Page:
The Role of the Masses in the Collapse of the GDR

The Role of the Masses in the Collapse of the GDR

The Role of the Masses in the Collapse of the GDR

The Role of the Masses in the Collapse of the GDR

Synopsis

Jonathan Grix's study shows the extent to which citizens of the GDR dictatorship were instrumental in their state's demise. The book's publication coincides with the tenth anniversary of the collapse of the East German regime.

Excerpt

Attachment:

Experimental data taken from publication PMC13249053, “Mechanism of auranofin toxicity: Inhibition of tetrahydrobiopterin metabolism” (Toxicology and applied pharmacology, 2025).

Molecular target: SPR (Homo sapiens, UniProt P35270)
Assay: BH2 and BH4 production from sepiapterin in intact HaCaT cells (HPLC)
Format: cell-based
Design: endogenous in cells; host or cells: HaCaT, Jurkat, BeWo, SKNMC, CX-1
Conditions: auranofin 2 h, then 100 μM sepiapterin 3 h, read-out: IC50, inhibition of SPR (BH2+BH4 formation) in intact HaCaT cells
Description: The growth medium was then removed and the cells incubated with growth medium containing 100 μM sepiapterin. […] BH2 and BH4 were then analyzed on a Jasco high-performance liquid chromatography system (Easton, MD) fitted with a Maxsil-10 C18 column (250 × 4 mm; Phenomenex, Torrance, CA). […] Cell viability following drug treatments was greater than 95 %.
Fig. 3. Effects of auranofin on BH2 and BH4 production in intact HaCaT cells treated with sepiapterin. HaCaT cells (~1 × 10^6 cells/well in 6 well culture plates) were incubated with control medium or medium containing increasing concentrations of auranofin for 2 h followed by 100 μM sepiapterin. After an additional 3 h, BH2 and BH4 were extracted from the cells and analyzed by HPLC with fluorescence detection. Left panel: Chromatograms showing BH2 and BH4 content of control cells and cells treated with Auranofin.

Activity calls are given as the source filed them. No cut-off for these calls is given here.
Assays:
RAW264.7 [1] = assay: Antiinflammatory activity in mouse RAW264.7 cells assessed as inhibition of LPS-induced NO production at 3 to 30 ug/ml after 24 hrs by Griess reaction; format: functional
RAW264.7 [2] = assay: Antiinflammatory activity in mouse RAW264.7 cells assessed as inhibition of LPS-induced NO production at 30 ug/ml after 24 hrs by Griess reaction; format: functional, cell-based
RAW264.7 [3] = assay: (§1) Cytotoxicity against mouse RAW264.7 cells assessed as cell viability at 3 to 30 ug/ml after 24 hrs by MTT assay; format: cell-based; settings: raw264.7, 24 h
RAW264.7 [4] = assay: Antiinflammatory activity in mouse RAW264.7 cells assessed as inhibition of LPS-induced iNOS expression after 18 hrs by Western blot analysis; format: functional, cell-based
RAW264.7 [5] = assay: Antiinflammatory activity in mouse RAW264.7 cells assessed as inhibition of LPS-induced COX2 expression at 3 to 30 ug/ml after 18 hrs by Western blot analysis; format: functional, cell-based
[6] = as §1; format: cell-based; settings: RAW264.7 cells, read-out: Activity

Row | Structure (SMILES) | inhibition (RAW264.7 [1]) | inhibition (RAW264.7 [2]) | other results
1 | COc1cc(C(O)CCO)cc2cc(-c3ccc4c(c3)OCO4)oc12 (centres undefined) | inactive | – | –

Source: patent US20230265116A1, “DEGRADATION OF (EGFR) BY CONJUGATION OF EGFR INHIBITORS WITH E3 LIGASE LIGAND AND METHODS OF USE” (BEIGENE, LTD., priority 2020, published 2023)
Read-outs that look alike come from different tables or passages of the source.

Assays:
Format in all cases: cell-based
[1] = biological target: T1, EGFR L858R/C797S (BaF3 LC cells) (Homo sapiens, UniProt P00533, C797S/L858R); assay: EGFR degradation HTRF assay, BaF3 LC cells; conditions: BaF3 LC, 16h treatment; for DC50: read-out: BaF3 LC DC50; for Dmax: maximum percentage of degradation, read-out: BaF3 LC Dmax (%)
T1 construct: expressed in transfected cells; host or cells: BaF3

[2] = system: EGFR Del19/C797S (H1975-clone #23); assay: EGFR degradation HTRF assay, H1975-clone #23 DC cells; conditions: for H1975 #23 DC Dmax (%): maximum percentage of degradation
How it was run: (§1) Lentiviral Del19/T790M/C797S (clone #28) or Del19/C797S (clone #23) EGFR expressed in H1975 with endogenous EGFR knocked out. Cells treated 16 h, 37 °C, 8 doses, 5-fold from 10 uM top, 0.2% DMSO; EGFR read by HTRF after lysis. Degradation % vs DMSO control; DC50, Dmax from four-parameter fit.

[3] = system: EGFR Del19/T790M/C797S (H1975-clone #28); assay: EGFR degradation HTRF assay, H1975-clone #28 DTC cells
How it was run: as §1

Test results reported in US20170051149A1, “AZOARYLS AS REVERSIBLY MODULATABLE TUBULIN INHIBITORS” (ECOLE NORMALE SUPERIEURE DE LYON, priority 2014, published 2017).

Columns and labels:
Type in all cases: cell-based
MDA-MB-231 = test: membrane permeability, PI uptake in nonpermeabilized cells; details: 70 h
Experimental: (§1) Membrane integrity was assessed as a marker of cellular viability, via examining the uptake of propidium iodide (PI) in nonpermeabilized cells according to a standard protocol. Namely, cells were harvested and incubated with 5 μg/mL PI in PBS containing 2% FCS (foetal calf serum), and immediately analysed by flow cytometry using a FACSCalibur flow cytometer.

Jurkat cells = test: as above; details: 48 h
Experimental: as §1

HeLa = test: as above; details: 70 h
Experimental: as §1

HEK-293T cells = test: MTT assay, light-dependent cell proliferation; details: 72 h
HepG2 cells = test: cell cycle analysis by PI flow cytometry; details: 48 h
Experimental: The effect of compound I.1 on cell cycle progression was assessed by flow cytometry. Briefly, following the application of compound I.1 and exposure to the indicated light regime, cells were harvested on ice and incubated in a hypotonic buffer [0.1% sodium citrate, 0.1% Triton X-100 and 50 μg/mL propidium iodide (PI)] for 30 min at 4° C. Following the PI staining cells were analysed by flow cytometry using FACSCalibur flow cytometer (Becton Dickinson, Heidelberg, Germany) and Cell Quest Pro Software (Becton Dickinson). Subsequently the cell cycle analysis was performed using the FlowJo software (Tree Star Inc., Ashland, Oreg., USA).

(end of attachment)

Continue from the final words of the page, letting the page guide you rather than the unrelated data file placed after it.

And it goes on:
The German people's revolution of 1989 represented a key stage in the wider collapse of the former Soviet bloc in Eastern Europe. The fall of the Berlin Wall, for a long time a symbol of division and a reminder of the bipolarity of the international order, triggered historic events that led to global changes in long-established security and economic alliances. East. Germany's demise in this epoch-making process has been attributed overwhelmingly to external political power relations, internal economic and systemic factors and 'opposition' groups. The present work can be seen as a challenge to these approaches which have spawned a huge body of academic literature adopting a predominantly 'top-down' perspective on the collapse of the GDR. In contrast, this project employs a 'bottom-up' approach, examining the actions of ordinary citizens leading up to and during the Wende (turningpoint/change) of 1989. This work argues that the mood, attitudes and opinions of the majority of the population did not necessarily turn against the regime because of the shift in external political parameters and economic stagnation of the late 1980s. For this suggests that they agreed with their situation in the first place. The contention throughout the following book is that a latent crisis of legitimacy vis-a-vis the state was present during the GDR's existence, which emerged once certain conditions and parameters had altered. The hypothesis that the majority of citizens in the GDR were never won over to the idea of socialism on German soil counters the claims of both East German intellectuals and many Western observers and reporters alike, who often did not fully realise the extent of the alienation between the people and the system. By introducing the concept of 'conditional loyalty' — a state within which the majority of the population found themselves— this work thus explains the evolutionary shift from . . .

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